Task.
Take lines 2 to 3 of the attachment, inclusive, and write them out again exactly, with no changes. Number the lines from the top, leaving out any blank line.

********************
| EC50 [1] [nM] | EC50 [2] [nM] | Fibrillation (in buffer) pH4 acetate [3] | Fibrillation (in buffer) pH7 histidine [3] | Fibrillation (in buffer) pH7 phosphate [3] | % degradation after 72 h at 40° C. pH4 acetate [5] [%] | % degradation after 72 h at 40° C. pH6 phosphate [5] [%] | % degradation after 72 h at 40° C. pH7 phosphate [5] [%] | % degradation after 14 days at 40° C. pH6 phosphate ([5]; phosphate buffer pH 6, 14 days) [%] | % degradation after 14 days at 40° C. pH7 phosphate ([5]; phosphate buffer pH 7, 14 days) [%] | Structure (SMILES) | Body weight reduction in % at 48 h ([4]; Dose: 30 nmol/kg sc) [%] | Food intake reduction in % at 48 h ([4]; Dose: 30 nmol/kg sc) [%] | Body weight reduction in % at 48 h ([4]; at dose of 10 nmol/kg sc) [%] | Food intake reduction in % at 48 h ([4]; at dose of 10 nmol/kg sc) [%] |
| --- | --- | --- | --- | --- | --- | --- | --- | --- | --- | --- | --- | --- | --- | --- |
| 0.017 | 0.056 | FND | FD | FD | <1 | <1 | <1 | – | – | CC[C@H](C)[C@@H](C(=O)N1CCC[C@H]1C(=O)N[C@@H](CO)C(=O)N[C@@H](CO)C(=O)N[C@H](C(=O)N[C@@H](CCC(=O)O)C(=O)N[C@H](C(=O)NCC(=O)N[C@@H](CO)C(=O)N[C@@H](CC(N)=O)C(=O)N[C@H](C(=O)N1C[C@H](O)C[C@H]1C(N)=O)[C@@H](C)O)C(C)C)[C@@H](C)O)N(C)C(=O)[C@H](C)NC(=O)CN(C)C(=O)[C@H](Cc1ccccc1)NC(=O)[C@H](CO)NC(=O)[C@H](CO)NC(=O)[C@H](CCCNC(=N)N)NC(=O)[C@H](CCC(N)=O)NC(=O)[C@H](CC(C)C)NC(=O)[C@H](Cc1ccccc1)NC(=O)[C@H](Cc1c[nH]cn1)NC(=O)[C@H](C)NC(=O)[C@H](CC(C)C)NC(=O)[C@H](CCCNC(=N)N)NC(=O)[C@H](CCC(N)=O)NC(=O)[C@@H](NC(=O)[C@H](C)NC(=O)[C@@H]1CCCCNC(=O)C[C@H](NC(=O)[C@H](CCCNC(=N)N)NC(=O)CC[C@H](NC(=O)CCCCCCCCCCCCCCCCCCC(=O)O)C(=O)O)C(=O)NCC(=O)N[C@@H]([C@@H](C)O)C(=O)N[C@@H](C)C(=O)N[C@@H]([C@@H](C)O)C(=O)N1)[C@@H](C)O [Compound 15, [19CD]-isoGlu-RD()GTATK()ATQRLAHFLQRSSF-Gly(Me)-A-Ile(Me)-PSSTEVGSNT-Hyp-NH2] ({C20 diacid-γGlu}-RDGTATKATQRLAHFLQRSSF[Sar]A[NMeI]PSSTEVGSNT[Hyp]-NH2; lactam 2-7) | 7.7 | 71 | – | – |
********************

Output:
| --- | --- | --- | --- | --- | --- | --- | --- | --- | --- | --- | --- | --- | --- | --- |
| 0.017 | 0.056 | FND | FD | FD | <1 | <1 | <1 | – | – | CC[C@H](C)[C@@H](C(=O)N1CCC[C@H]1C(=O)N[C@@H](CO)C(=O)N[C@@H](CO)C(=O)N[C@H](C(=O)N[C@@H](CCC(=O)O)C(=O)N[C@H](C(=O)NCC(=O)N[C@@H](CO)C(=O)N[C@@H](CC(N)=O)C(=O)N[C@H](C(=O)N1C[C@H](O)C[C@H]1C(N)=O)[C@@H](C)O)C(C)C)[C@@H](C)O)N(C)C(=O)[C@H](C)NC(=O)CN(C)C(=O)[C@H](Cc1ccccc1)NC(=O)[C@H](CO)NC(=O)[C@H](CO)NC(=O)[C@H](CCCNC(=N)N)NC(=O)[C@H](CCC(N)=O)NC(=O)[C@H](CC(C)C)NC(=O)[C@H](Cc1ccccc1)NC(=O)[C@H](Cc1c[nH]cn1)NC(=O)[C@H](C)NC(=O)[C@H](CC(C)C)NC(=O)[C@H](CCCNC(=N)N)NC(=O)[C@H](CCC(N)=O)NC(=O)[C@@H](NC(=O)[C@H](C)NC(=O)[C@@H]1CCCCNC(=O)C[C@H](NC(=O)[C@H](CCCNC(=N)N)NC(=O)CC[C@H](NC(=O)CCCCCCCCCCCCCCCCCCC(=O)O)C(=O)O)C(=O)NCC(=O)N[C@@H]([C@@H](C)O)C(=O)N[C@@H](C)C(=O)N[C@@H]([C@@H](C)O)C(=O)N1)[C@@H](C)O [Compound 15, [19CD]-isoGlu-RD()GTATK()ATQRLAHFLQRSSF-Gly(Me)-A-Ile(Me)-PSSTEVGSNT-Hyp-NH2] ({C20 diacid-γGlu}-RDGTATKATQRLAHFLQRSSF[Sar]A[NMeI]PSSTEVGSNT[Hyp]-NH2; lactam 2-7) | 7.7 | 71 | – | – |